Filed under: healthy baby,healthy home,no more plastic — michelleodonoghue @ 8:49 pm
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We have recently discovered a major way to reduce plastic usage in our house. Instead of buying those large plastic juice containers–orange, apple, cranberry, juicy juice, etc…–we have started buying the frozen cardboard containers. We used to use this as kids and it just dawned on me how much plastic it eliminates from our life. Plus, I can stock tons of containers in the freezer and then I don’t run out in the middle of a play date. And another bonus, I can water down the juice just as I like it (so much healthier for their teeth and bodies)

Check out the different varieties at Whole Foods, our favorites so far are made by Columbia River Organics and Cascadian Farm Organics.

Even though we haven’t used single use plastics for 6 mos, I’ve been worried about the large jug plastics, both for health and environmental reasons. These cardboard frozen drinks solve many issues,

Now I really don’t have to feel guilty about my vodka cranberry’s!

 

All Wrapped up in Cloth Diapers

Filed under: healthy baby,healthy home,no more plastic — michelleodonoghue @ 8:40 pm
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I use cloth diapers with my 7 mos old and have since the day she was born. Despite the fact that we travel a lot and she is the youngest of 4 kids (on the road for after school sports often), we have managed to stick with our committment to use cloth diapers. In fact, we have used 3 packs only of 7th generation diapers since she was born. Not a perfect record but pretty darn close.

Here are some Questions that a very astute (7 mos pregnant) friend has asked regarding getting involved with cloth diapers, followed by my very honest answers about dealing with all that poop!
1) Do you mind the snaps on the Fuzzi Bunz diapers? I have been researching gDiapers and Bum Genuis and both of those have velcro. Is it tricky to snap the snaps on a moving child? Do they seem to hold better than velcro?

I enjoy the snaps (they hold up really well and make the sizing really flexible. I’ve used the same ones since marielle was born and they will easily fit until at least a year old or more)  it’s not too difficult to snap them ( now that she squirms i just give her a toy to hold while i change her). At night, i sometimes use 7th generation b/c they don’t leak during the 12hr night.

2) How many cloth diapers do you think are necessary to have? How often do you do laundry a week with the cloth diapers? Do the stains come out?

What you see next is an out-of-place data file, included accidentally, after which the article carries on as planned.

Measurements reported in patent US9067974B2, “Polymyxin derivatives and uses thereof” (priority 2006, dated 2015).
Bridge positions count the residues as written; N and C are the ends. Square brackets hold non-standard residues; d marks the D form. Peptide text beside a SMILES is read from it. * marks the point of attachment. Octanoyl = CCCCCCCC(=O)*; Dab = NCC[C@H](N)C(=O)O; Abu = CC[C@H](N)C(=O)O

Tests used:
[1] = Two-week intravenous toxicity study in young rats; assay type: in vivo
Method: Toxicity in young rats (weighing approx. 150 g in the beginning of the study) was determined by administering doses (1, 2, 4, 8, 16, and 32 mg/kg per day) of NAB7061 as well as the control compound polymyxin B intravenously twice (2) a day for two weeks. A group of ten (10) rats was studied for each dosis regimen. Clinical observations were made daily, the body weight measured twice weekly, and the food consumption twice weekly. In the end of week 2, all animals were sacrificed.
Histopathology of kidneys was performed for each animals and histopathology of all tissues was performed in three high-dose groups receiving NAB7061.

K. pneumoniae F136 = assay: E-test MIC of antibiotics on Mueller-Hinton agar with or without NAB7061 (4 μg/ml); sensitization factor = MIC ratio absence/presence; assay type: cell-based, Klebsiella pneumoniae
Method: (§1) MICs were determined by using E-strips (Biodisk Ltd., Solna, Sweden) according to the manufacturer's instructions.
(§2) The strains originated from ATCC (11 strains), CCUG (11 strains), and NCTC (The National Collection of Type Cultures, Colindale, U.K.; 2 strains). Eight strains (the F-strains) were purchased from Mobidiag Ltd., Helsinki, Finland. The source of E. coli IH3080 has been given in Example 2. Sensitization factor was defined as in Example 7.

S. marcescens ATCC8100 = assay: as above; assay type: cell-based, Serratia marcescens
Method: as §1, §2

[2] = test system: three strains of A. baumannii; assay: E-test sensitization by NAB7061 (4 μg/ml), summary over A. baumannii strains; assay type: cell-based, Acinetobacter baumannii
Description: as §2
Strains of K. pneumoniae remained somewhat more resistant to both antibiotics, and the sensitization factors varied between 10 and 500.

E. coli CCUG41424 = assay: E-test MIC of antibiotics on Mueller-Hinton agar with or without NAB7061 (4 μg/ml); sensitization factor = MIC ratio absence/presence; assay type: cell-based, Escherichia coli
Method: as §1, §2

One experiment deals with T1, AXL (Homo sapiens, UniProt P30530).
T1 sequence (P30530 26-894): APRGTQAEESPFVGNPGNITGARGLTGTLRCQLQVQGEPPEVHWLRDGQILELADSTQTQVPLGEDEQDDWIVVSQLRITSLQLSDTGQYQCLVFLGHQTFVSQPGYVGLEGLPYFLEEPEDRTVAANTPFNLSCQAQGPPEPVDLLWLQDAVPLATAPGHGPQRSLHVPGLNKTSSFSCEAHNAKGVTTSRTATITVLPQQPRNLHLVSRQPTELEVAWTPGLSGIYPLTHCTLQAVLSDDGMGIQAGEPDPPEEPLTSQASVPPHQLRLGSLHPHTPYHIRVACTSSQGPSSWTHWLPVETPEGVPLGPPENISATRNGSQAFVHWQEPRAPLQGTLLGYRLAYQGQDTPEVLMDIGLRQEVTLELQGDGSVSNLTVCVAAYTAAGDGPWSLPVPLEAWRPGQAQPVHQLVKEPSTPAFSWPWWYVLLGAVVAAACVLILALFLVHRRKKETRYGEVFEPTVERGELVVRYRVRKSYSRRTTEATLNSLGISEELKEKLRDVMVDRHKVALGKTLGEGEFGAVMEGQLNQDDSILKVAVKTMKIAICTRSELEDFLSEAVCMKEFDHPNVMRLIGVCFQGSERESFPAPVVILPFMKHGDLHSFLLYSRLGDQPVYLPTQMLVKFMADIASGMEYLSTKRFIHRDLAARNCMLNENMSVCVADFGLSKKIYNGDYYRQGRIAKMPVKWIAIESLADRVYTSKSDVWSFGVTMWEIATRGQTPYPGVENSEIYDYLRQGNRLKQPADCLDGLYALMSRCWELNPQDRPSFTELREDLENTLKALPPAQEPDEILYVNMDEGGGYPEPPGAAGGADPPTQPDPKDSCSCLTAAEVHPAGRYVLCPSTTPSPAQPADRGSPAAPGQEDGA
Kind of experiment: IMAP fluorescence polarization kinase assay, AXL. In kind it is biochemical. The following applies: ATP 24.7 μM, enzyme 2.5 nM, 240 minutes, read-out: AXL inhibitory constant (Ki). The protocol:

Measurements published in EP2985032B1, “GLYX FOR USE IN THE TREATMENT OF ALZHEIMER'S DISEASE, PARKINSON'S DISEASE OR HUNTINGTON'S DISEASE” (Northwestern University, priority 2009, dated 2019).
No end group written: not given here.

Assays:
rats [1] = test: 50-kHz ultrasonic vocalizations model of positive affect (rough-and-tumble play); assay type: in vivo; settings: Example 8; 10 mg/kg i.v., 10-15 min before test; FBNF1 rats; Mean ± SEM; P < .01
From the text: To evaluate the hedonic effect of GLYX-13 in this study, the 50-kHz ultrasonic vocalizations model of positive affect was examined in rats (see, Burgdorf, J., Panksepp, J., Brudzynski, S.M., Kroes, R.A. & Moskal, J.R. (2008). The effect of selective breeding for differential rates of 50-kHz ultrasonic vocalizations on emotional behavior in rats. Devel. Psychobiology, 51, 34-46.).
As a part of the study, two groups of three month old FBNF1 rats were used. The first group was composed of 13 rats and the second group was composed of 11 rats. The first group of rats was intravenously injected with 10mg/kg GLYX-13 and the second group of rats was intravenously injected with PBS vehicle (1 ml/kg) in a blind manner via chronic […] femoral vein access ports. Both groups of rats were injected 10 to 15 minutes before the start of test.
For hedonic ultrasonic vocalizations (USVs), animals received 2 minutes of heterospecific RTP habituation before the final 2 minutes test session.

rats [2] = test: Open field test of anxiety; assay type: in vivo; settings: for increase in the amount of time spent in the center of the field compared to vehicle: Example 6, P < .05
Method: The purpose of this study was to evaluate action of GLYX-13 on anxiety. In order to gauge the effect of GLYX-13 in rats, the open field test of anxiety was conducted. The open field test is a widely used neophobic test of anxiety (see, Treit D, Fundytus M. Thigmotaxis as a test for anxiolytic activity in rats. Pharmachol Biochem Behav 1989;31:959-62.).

I do the laundry every other day. I bought 18 diapers (in the beginning i used 9/ day, now I use 6/ day).  They acquire a strong smell pretty quickly so it is helpful to be able to run a load that often.  i use a gentle detergent and a heaping tablespoon of baking soda and the stains mostly come out.  at first that bothered me that i could see slight staining but i’ve gotten over it. it is only the insert pad that stains for some reason, not the cute diaper cover.  and again, it is light staining

3) How do you get the poop oft the diapers? Do you use a sprayer? Do you find that the diaper washes clean? Do you have to bleach them?

during the first 6 mos, i just wash the diapers with the poop in it (watery and comes out so easily). now that marielle is eating food, i shake off what i can in the toilet bowl. a sprayer in a mudroom style sink would be really helpful but i don’t have that.  the washing machines really do a great job getting rid of the waste and getting the diapers clean. again, baking soda is really helpful, so are a few drops of tea tree oil.  i am not a bleach fan as i think the fumes are harmful and bad for the earth.  i’m almost sure fuzzi bunz recommends not using bleach.  i’ve heard good things about g diapers but haven’t used yet.

Cloth diapers aren’t perfect but I do enjoy the softness and cuteness and sustainability factors.


 

We’re All In This Together February 7, 2010

A friend recently said to me, as I was rattling on and on about the importance of eliminating chemicals from our lives, that we are each entitled to our own opinion. I wasn’t quite sure how to take that so I took it as a subtle way of disagreeing with me…

In regards to politics, sushi, or a favorite form of exercise,  a different opinion than me would be ok. But, this topic—–eliminating chemicals from our lives—it’s not OK. We are all in this together. It does matter first and foremost to rid your own  home and school of toxins. But, unless all of us take / make great efforts to denounce  the 80,000 chemicals that contaminate our lives, we are all going to suffer the lousy consequences of toxins polluting our bodies.  If I stop using pesticides on my lawn but none of my neighbors do,  the water supply will stay contaminated. If I demand that diesel buses stop idling, but no other parents do, than all of our children will inhale the carcinogenic fumes. If I insist that only organic cleaning supplies enter my house but none of my relatives and neighbors join in, then toxic agents will still pervade. If I stop using plastic shower curtains but our friends don’t, then 38 poisonous chemical fumes will enter my bloodstream every time I hang out for a cup of coffee.

On that note—the one where we ALL do something– please take 3 minutes to watch this incredible video. There is a way to rid our homes/ schools/ workplaces of chemicals. It’s not complicated and the benefits are astounding for our health.  The ripple effect is truly amazing…..

http://healthychild.org/main/

Here’s to each of us having our own opinion, except for when it comes to chemicals 🙂